of Pictureplane and Woodsman (two much better-sounding monikers, mind you). 


It’s hard to imagine
multi-layered instances of reverberating melody like “Top Bunk”,
“My Christ” and “Mop It Up” as being the work of just two
guys inside of an old family abode. However, if you can move beyond their goofy
nomenclature, you will discover one of the most exciting acts Young Weird
America has introduced to us yet. Just remember, it’s not too late to
rechristen yourselves, fellas.


DOWNLOAD: “Mop It Up”, “Overkill”,
“Showing” RON HART


John Scofield – A Moment’s Peace

January 01, 1970

(Emarcy Records)


Though he doesn’t have the marquee value of a Pat Metheny,
or the hipster cache of a Bill Frisell, John Scofield is easily one of the most
consistently engaging guitar players in the world of jazz. Whether playing
straight-ahead or fusion, whether working with a small group or a bigger band,
whether paying tribute to other genres or writing finely detailed compositions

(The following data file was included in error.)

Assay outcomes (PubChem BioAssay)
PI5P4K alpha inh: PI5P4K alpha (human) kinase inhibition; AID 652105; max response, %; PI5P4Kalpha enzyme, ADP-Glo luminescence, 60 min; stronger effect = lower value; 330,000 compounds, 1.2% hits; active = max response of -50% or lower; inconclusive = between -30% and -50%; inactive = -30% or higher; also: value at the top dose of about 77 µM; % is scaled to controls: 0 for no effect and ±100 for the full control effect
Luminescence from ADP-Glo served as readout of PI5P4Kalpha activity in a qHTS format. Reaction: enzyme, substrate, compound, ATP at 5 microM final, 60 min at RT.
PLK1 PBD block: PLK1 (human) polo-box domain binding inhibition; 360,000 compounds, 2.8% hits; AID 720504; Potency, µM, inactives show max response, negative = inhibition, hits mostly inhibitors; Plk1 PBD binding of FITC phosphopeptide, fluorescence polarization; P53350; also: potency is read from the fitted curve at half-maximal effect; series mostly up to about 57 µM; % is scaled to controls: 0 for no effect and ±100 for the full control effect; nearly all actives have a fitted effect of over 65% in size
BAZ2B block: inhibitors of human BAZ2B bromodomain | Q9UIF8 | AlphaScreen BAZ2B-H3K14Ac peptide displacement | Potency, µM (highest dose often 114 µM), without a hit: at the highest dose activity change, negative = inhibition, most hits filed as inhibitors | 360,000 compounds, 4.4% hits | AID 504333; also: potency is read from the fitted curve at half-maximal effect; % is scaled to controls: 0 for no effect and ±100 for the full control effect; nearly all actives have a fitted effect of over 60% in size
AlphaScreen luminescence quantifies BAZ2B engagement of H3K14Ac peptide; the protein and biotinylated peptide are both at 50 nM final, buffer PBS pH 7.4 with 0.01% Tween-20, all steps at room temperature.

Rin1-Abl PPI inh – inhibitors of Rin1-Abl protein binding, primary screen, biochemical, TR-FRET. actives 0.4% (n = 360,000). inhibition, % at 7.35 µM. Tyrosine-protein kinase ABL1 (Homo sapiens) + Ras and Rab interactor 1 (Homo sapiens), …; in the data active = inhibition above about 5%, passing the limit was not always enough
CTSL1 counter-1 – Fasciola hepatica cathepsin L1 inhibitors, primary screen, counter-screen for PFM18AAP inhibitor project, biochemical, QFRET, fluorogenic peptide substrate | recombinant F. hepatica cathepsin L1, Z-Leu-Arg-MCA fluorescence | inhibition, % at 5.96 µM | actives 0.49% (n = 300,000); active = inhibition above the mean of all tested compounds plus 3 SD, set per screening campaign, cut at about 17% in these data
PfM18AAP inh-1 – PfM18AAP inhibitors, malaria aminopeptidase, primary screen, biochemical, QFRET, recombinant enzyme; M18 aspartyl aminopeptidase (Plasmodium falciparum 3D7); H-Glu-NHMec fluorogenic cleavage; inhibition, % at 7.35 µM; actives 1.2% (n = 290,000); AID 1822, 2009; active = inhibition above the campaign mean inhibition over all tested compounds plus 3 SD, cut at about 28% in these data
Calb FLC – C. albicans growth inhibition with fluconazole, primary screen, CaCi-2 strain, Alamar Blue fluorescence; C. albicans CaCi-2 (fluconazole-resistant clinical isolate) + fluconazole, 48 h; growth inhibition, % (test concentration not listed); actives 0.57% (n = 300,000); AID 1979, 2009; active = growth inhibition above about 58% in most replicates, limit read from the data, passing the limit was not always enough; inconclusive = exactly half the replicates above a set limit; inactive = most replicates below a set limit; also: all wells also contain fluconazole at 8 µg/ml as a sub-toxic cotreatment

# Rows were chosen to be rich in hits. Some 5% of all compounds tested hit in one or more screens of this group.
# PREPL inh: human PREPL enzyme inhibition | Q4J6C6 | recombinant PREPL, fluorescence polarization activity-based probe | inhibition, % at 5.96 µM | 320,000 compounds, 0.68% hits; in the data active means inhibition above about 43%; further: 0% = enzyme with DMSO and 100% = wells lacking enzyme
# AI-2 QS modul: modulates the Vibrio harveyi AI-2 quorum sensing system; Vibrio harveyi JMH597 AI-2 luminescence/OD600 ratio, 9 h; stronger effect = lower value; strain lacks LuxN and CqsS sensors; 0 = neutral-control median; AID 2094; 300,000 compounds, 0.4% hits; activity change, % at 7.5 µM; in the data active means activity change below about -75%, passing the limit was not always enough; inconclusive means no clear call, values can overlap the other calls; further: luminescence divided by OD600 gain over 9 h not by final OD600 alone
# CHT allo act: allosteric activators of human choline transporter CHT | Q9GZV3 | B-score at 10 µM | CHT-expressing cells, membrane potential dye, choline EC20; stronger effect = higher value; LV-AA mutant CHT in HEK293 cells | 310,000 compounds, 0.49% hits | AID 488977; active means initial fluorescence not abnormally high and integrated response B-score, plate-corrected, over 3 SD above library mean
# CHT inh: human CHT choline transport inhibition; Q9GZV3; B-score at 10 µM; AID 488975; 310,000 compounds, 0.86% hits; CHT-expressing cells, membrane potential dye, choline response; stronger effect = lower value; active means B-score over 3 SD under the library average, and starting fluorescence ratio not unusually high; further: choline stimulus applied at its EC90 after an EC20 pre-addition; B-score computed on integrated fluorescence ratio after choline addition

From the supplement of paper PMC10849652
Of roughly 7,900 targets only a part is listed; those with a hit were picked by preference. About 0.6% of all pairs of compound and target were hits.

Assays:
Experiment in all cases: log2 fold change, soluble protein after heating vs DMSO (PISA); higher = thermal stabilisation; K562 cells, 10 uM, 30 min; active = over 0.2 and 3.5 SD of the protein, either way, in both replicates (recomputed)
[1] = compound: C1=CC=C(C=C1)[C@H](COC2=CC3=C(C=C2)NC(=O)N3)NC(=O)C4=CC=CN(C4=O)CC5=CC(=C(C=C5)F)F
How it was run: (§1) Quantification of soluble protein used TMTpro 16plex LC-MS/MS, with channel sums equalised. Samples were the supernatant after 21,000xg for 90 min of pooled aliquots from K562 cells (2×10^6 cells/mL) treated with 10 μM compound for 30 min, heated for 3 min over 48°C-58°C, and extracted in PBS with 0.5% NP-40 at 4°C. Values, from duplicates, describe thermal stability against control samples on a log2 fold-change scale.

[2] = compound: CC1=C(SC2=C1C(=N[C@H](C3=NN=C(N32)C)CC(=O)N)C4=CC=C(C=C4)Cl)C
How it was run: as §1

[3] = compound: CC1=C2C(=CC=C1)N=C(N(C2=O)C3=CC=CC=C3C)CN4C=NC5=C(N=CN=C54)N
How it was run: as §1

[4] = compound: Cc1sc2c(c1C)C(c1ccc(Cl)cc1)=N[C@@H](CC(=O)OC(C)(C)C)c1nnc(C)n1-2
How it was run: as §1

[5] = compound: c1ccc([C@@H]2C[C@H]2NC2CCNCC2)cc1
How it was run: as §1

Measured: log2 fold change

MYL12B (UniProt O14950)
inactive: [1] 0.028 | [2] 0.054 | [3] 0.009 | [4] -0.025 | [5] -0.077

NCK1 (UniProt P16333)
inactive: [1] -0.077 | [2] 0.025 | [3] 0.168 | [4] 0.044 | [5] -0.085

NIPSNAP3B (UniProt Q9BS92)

of his own, Scofield has spent the last three decades honing his skills and
creating terrific music.


Scofield first came to most people’s attention during the
early ‘80s, when he spent a few years as a member of Miles Davis’ group. He
hasn’t changed his sound much since then; Scofield has always been much more
about using his fingers on the strings more than his feet on effects pedals.
Armed with a darkly rumbling tone which sounds warmer on the high strings and
downright nasty on the low, Scofield has been able to find his space in dozens
of recordings both as a leader and a sideman.


For A Moment’s Peace,
Scofield assembled a beautifully sympathetic quartet. Larry Goldings, whose
terrific albums as a leader haven’t attracted nearly enough attention, and who
has worked as a sideman with the likes of James Taylor, Solomon Burke, and De
La Soul, contributes cordially inviting organ and impressionistic piano. One of
the most solid and under-rated bassists, Scott Colley, holds down the bottom
end and contributes a couple of gorgeously melodic solos. The drums are manned
by one of the most inventive stylists of the last twenty years, Brian Blade.


In recent years, Scofield has been prone to thematic album